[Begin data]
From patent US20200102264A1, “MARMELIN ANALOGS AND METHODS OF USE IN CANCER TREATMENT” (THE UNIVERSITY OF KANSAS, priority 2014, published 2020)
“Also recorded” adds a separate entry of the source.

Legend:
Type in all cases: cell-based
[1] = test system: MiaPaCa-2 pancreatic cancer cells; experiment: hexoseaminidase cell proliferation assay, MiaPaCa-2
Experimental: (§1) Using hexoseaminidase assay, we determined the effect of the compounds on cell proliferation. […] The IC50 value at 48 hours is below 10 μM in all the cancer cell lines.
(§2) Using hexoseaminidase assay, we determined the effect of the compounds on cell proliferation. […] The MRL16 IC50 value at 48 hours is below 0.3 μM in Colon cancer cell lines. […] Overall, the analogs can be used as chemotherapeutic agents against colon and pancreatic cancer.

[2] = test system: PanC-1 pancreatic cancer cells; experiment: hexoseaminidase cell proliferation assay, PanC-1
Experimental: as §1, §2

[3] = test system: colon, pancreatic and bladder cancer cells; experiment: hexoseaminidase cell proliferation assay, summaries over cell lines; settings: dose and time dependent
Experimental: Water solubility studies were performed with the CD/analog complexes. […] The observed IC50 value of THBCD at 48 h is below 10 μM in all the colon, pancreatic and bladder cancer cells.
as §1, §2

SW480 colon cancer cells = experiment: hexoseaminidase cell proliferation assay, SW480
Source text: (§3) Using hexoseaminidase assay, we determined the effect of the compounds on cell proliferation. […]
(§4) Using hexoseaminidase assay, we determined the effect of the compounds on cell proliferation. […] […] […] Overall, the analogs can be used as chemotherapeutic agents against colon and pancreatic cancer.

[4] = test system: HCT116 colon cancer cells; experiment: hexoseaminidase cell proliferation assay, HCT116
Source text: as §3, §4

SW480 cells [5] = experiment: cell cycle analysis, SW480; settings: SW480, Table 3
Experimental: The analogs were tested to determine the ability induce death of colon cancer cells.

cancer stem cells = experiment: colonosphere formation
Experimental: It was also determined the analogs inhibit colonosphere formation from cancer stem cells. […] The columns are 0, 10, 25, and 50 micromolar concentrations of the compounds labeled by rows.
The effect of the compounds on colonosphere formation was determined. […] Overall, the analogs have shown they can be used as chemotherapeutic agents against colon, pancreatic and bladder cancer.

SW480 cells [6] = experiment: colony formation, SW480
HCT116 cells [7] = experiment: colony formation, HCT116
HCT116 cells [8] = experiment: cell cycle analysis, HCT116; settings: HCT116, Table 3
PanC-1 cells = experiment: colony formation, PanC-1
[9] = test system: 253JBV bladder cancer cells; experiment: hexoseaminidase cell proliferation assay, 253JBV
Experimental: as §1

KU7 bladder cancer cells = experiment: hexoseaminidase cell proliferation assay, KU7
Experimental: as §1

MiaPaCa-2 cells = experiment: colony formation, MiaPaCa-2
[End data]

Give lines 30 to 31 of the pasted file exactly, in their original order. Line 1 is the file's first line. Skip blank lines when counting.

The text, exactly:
Experimental: as §1

MiaPaCa-2 cells = experiment: colony formation, MiaPaCa-2